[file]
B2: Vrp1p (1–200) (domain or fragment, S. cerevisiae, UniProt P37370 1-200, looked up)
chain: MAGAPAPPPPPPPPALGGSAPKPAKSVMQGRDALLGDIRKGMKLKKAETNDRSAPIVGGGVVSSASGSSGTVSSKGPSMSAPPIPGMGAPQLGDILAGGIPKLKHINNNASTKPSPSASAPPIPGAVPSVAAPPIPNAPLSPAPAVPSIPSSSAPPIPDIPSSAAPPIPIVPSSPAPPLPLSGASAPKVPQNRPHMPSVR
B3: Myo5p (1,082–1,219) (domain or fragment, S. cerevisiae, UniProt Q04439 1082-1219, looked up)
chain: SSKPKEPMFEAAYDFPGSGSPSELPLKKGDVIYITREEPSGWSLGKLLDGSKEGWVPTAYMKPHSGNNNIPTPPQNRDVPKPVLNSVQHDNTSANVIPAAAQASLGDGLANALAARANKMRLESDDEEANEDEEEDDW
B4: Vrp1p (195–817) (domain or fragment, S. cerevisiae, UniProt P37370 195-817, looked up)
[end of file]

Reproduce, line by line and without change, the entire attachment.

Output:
B2: Vrp1p (1–200) (domain or fragment, S. cerevisiae, UniProt P37370 1-200, looked up)
chain: MAGAPAPPPPPPPPALGGSAPKPAKSVMQGRDALLGDIRKGMKLKKAETNDRSAPIVGGGVVSSASGSSGTVSSKGPSMSAPPIPGMGAPQLGDILAGGIPKLKHINNNASTKPSPSASAPPIPGAVPSVAAPPIPNAPLSPAPAVPSIPSSSAPPIPDIPSSAAPPIPIVPSSPAPPLPLSGASAPKVPQNRPHMPSVR
B3: Myo5p (1,082–1,219) (domain or fragment, S. cerevisiae, UniProt Q04439 1082-1219, looked up)
chain: SSKPKEPMFEAAYDFPGSGSPSELPLKKGDVIYITREEPSGWSLGKLLDGSKEGWVPTAYMKPHSGNNNIPTPPQNRDVPKPVLNSVQHDNTSANVIPAAAQASLGDGLANALAARANKMRLESDDEEANEDEEEDDW
B4: Vrp1p (195–817) (domain or fragment, S. cerevisiae, UniProt P37370 195-817, looked up)